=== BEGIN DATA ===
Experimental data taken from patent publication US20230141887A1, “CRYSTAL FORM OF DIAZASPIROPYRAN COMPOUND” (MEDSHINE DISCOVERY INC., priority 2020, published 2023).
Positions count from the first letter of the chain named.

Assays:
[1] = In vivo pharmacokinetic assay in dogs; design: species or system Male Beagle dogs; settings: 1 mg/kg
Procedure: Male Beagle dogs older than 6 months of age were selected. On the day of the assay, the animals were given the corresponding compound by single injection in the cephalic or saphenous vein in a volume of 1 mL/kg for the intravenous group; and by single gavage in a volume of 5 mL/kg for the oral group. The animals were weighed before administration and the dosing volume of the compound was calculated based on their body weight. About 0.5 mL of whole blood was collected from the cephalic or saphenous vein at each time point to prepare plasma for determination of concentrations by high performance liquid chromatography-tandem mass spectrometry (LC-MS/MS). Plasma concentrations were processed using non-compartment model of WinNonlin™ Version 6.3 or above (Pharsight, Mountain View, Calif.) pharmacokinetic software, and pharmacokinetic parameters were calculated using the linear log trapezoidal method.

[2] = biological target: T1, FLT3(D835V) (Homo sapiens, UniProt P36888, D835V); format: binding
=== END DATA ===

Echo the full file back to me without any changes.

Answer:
Experimental data taken from patent publication US20230141887A1, “CRYSTAL FORM OF DIAZASPIROPYRAN COMPOUND” (MEDSHINE DISCOVERY INC., priority 2020, published 2023).
Positions count from the first letter of the chain named.

Assays:
[1] = In vivo pharmacokinetic assay in dogs; design: species or system Male Beagle dogs; settings: 1 mg/kg
Procedure: Male Beagle dogs older than 6 months of age were selected. On the day of the assay, the animals were given the corresponding compound by single injection in the cephalic or saphenous vein in a volume of 1 mL/kg for the intravenous group; and by single gavage in a volume of 5 mL/kg for the oral group. The animals were weighed before administration and the dosing volume of the compound was calculated based on their body weight. About 0.5 mL of whole blood was collected from the cephalic or saphenous vein at each time point to prepare plasma for determination of concentrations by high performance liquid chromatography-tandem mass spectrometry (LC-MS/MS). Plasma concentrations were processed using non-compartment model of WinNonlin™ Version 6.3 or above (Pharsight, Mountain View, Calif.) pharmacokinetic software, and pharmacokinetic parameters were calculated using the linear log trapezoidal method.

[2] = biological target: T1, FLT3(D835V) (Homo sapiens, UniProt P36888, D835V); format: binding